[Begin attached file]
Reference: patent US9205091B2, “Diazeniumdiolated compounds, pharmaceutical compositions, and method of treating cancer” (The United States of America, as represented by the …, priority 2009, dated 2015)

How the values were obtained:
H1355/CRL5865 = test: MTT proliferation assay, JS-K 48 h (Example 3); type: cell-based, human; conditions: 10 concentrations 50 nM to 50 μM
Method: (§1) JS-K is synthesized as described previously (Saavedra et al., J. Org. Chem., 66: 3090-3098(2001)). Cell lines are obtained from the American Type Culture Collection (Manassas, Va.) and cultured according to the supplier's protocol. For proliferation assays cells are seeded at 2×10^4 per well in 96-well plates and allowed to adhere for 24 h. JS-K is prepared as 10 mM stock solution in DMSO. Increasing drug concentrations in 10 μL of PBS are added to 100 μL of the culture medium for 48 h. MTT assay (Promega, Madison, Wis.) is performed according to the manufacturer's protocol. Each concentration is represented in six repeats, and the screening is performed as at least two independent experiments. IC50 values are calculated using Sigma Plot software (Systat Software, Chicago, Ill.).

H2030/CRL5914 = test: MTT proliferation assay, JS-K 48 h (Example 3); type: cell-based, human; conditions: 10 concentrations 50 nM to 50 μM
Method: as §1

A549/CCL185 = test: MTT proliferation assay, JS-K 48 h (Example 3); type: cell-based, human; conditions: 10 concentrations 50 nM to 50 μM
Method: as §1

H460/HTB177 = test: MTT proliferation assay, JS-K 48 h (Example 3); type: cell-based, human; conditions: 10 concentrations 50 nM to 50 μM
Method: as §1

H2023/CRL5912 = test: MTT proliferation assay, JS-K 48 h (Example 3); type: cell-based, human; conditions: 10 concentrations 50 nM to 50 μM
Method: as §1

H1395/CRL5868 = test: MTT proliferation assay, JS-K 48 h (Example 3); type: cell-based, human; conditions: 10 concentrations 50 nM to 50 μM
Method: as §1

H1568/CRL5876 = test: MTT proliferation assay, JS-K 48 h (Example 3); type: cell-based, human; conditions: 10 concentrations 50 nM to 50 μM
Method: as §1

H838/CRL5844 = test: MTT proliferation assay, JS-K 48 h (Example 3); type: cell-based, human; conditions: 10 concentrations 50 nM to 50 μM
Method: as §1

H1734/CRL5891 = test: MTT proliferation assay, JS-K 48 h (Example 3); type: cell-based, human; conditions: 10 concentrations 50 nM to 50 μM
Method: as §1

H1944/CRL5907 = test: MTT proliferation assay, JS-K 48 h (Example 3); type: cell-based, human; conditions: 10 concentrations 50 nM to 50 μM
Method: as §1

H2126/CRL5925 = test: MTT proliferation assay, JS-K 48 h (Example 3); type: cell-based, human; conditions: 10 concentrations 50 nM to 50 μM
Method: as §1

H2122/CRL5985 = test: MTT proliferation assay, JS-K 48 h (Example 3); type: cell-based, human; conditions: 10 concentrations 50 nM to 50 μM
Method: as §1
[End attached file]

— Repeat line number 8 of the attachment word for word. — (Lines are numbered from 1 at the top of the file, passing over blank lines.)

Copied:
Method: as §1